The Oil Crisis, 1973-1980

In 1973 the governments of the major oil producing countries, members of the OPEC, took control of oil production and, most importantly, of fixing the prices for the oil exported from their countries. Hitherto, oil had been produced and marketed by western-based oil companies, which, by reducing the oil prices again and again, have also reduced the shares these governments had been paid. An additional incentive was provided by the Arab-Israeli War of 1973; the mostly Arab and Muslim OPEC members wanted to press the west to rethink its Near East policy.
In 1973, in a number of steps oil prices were increased drastically. The major OPEC nations suddenly experienced a massive inflow of money, which was used in various ways. In part it was invested in building up a domestic industry (f.instance in Iraq), which, due to ineffectivity and a lacking willingness to work on the side of the people, failed in many cases. In part it was invested in ambitious armament projects (Libya, Iraq), in part in massive agricultural projects intended to turn desert into farmland (Libya). Most inhabitants of Kuwait, Saudi Arabia, the UAE expected high-paying desk jobs, while manual labour should be taken on by immigrants (Indians, Pakistani etc.; many technological jobs were filled by Palestinians). A part of the income was invested in western industries, f.ex. Iran purchased 5 % of Krupp (steel industry, FRG).

The USA had significant oil sources of its own; new oilfields were opened up in Alaska and off the coast of Louisiana. The US kept the prices for gasoline at a low level (i.e. low taxation imposed on it).
In Europe, the governments undertook steps to reduce both oil consumption in general and the dependency of OPEC oil imports in particular. These policies had to be medium to long term policies. So more emphasis was placed on nuclear power stations - at a time when environmentalist organizations stepped up their campaigns against this technology. Oil fields in the North Sea were developed, to the benefit of the Scottish and Norwegian economies.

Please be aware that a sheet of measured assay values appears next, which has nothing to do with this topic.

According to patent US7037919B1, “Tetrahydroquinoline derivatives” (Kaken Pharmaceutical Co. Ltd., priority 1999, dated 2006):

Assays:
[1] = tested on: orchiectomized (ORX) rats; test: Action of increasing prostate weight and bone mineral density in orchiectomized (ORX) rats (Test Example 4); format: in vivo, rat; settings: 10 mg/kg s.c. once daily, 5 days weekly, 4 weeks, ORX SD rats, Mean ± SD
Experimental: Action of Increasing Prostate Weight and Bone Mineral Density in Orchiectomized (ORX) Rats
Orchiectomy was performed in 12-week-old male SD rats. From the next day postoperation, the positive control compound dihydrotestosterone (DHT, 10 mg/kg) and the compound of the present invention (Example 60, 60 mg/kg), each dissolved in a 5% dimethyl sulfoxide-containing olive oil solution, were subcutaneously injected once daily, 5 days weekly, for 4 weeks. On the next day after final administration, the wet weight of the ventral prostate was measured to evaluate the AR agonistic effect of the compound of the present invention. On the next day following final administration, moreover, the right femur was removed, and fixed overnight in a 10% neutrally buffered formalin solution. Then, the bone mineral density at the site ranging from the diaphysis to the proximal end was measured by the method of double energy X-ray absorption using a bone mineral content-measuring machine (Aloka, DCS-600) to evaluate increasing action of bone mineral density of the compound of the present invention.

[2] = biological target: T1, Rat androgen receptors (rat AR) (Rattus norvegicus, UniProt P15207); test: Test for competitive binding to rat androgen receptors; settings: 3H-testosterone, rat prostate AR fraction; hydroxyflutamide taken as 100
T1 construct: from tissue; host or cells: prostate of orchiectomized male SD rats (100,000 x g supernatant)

On several sundays in 1973, German highways were empty, as the use of the car was banned (except for emergency vehicles). The government supported energy-saving investments by accepting them as tax deductible - investments such as insulating houses, installing double-pane windows, installing catalysts in cars etc. The European governments continued their policy of taxing the sale of gasoline (75 % of the price is taxation); actually they profitted from the oil crisis. The mesures were rather successful; oil consumption decreased considerably, per-capita oil consumption in western Europe is considerably lower than in the US.

Yet the oil crisis, and the outflow of money to the OPEC countries, marked the end of the quick economic growth of the 1950es and 1960es. The economy continued to grow, at a smaller rate. Full employment was a matter of the past; now unemployment began to grow, inflation picked up.

The socialist countries of Eastern Central Europe were affected much worse; they turned to a policy of selling whatever possible on western markets (often at low prices) in order to obtain cash in western currency; the supplies in their domestic markets suffered. They did not have the funds to modernize industrial facilities, to repair the infrastructure; their economies deteriorated at an accelerating pace.

In 1980 Iraq's dictator SADDAM HUSSEIN attacked Iran (which just had seen the Islamic Revolution), launching the FIRST GULF WAR. A war between two OPEC members caused the unity of the organization to split up; moderate OPEC members lead by Saudi Arabia agreed to increase production (in order to cover for the oil not sold to the world markets by the combattants Iraq and Iran, and more oil in order to bring down the price). The Oil Crisis was over.

History of the Oil Industry in the Soviet Union, timeline posted by TNK
The History of the Oil Industry (with emphasis on California and Kern County), posted by SJGS
A Brief History of the Oil Industry, from Rigjobs, focus on UK
Oil Prices History and Analysis, from WTRG, lots of graphs
History of Oil in Kuwait, from KPC
Deardorff's Glossary of International Economics : Opec Members, 2002
REFERENCE The Prize - The Epic Quest for Oil, Money & Power (1992), 4 tapes - 8 episodes, documentary, by Daniel Yergin

This page is part of World History at KMLA
First posted on July 19th 2001, last revised on November 15th 2004

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